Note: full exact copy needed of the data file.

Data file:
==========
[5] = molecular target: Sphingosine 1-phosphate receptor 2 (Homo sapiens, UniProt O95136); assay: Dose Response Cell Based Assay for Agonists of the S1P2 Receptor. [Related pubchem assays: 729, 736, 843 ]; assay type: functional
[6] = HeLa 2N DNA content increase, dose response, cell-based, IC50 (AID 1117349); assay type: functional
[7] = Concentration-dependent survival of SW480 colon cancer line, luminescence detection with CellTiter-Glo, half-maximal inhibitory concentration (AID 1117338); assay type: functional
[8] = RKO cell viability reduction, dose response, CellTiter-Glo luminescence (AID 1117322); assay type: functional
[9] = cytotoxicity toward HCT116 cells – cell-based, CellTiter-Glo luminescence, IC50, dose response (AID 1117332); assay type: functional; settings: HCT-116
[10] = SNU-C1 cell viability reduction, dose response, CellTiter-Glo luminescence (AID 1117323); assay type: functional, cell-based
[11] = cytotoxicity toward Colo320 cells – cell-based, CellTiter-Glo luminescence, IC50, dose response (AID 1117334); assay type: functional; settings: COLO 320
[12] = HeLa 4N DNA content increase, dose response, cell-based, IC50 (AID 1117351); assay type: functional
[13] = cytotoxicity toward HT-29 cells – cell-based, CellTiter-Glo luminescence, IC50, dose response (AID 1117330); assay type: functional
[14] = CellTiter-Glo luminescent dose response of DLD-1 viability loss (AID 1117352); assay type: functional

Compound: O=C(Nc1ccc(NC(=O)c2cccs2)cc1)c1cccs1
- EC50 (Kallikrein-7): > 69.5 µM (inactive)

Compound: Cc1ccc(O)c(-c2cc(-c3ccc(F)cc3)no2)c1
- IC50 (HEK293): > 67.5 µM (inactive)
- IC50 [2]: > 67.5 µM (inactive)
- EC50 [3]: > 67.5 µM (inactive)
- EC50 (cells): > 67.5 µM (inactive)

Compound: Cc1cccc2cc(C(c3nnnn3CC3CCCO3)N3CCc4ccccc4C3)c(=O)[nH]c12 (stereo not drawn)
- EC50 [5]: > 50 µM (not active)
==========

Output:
[5] = molecular target: Sphingosine 1-phosphate receptor 2 (Homo sapiens, UniProt O95136); assay: Dose Response Cell Based Assay for Agonists of the S1P2 Receptor. [Related pubchem assays: 729, 736, 843 ]; assay type: functional
[6] = HeLa 2N DNA content increase, dose response, cell-based, IC50 (AID 1117349); assay type: functional
[7] = Concentration-dependent survival of SW480 colon cancer line, luminescence detection with CellTiter-Glo, half-maximal inhibitory concentration (AID 1117338); assay type: functional
[8] = RKO cell viability reduction, dose response, CellTiter-Glo luminescence (AID 1117322); assay type: functional
[9] = cytotoxicity toward HCT116 cells – cell-based, CellTiter-Glo luminescence, IC50, dose response (AID 1117332); assay type: functional; settings: HCT-116
[10] = SNU-C1 cell viability reduction, dose response, CellTiter-Glo luminescence (AID 1117323); assay type: functional, cell-based
[11] = cytotoxicity toward Colo320 cells – cell-based, CellTiter-Glo luminescence, IC50, dose response (AID 1117334); assay type: functional; settings: COLO 320
[12] = HeLa 4N DNA content increase, dose response, cell-based, IC50 (AID 1117351); assay type: functional
[13] = cytotoxicity toward HT-29 cells – cell-based, CellTiter-Glo luminescence, IC50, dose response (AID 1117330); assay type: functional
[14] = CellTiter-Glo luminescent dose response of DLD-1 viability loss (AID 1117352); assay type: functional

Compound: O=C(Nc1ccc(NC(=O)c2cccs2)cc1)c1cccs1
- EC50 (Kallikrein-7): > 69.5 µM (inactive)

Compound: Cc1ccc(O)c(-c2cc(-c3ccc(F)cc3)no2)c1
- IC50 (HEK293): > 67.5 µM (inactive)
- IC50 [2]: > 67.5 µM (inactive)
- EC50 [3]: > 67.5 µM (inactive)
- EC50 (cells): > 67.5 µM (inactive)

Compound: Cc1cccc2cc(C(c3nnnn3CC3CCCO3)N3CCc4ccccc4C3)c(=O)[nH]c12 (stereo not drawn)
- EC50 [5]: > 50 µM (not active)